A systematic review of the complications of contemporary total elbow arthroplasty
Furness, N. D.
Evans, J. P.
White, W. J.
Smith, C. D.
JournalShoulder & elbow
Rights© 2020 The British Elbow & Shoulder Society.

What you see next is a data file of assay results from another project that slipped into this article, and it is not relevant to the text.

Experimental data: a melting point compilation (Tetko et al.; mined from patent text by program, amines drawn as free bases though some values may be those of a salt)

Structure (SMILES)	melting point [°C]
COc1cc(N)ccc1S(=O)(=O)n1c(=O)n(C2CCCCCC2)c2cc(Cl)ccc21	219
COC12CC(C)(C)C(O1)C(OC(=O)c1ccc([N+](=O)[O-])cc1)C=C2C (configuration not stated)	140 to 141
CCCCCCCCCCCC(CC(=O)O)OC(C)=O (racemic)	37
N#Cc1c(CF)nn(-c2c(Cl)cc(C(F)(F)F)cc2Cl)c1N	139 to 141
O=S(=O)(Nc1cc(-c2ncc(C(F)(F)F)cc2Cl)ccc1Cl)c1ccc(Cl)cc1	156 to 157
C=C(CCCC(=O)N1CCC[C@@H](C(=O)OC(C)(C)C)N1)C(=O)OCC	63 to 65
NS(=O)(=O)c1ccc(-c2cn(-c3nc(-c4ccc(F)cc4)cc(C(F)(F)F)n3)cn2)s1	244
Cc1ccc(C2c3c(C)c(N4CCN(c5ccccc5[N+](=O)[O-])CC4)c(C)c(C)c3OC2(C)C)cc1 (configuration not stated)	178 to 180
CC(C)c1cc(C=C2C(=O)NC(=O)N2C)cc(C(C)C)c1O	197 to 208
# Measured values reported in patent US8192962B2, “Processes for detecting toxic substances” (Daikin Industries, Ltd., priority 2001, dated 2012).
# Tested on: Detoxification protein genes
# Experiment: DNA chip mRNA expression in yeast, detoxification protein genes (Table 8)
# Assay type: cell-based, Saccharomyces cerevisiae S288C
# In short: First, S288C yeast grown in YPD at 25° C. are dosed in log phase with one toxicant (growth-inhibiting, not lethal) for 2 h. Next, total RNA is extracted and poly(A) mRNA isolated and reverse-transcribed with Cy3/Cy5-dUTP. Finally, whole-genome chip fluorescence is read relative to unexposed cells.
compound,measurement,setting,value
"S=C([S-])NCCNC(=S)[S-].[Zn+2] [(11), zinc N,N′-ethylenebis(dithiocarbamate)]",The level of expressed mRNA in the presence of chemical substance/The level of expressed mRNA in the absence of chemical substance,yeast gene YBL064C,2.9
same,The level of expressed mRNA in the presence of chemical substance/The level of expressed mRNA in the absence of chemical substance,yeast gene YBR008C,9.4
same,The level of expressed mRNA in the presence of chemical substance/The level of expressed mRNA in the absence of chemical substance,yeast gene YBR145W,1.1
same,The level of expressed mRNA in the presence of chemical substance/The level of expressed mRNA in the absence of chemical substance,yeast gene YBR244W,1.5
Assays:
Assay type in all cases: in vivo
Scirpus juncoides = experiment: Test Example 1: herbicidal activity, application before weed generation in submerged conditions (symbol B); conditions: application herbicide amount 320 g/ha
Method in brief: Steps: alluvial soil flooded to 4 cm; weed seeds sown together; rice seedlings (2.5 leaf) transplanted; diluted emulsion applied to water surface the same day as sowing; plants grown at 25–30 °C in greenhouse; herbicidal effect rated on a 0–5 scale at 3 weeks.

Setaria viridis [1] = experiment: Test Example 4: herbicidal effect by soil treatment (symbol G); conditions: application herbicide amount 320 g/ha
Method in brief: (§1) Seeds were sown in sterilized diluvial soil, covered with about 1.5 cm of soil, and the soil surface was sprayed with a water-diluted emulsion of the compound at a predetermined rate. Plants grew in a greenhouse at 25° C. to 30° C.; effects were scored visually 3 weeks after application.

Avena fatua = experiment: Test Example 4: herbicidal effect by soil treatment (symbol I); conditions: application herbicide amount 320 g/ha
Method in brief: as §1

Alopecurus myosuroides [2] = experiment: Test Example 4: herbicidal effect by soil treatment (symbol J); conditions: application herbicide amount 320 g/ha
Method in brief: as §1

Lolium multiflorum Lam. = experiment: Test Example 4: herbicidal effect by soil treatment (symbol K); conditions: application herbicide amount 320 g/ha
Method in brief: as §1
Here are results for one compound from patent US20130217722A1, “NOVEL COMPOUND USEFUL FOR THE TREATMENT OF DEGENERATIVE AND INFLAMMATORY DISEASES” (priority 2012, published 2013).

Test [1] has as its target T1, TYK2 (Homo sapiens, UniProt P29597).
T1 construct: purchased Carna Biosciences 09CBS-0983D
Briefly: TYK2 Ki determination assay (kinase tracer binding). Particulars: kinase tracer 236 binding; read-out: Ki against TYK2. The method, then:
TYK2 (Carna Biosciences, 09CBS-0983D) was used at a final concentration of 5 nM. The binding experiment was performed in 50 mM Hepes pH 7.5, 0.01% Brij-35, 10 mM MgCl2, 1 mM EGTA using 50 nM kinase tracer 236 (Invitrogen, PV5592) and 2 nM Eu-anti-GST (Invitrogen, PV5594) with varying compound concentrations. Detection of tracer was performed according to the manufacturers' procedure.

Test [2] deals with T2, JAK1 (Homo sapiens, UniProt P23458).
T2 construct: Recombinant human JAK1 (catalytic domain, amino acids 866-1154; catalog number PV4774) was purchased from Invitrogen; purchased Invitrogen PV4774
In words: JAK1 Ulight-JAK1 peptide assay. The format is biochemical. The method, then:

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BACKGROUND: Total elbow arthroplasty is a low volume procedure. We aimed to evaluate complication rates and cumulative percentages associated with the most frequently used contemporary implants and for the commonest indications. METHODS: A systematic literature search of all studies reporting complications following total elbow arthroplasty with 12-month minimum follow-up was undertaken. Quality of studies was assessed with the Methodological-Index-for-Non-Randomised-studies criteria. British NJR data identified the most common UK prostheses and indications. The complication rates for all undesirable events contributing to patient outcome were extracted and cumulative percentages were calculated. RESULTS: One hundred seventeen studies were screened, 12 studies included, totalling 815 procedures. Mean follow-up was 3.8 years. The overall complication cumulative percentage was 60.7%, significantly higher than that seen in other joint arthroplasty, including a 6.5% deep infection rate. Nerve injury was comparable between implants at around 4.1%. Radiographic loosening had a cumulative rate of 17.2%. Revision for symptomatic aseptic loosening was 6.3%. CONCLUSIONS: This is the largest systematic review of the complications of total elbow arthroplasty. Surgeons should be aware of differing complications related to their implant of choice, each having its own specific complication. Trauma as an indication appears to have an increased complication rates compared to inflammatory arthropathy. There is a lack of literature regarding the independent results of osteoarthritis as a specific indication for total elbow arthroplasty.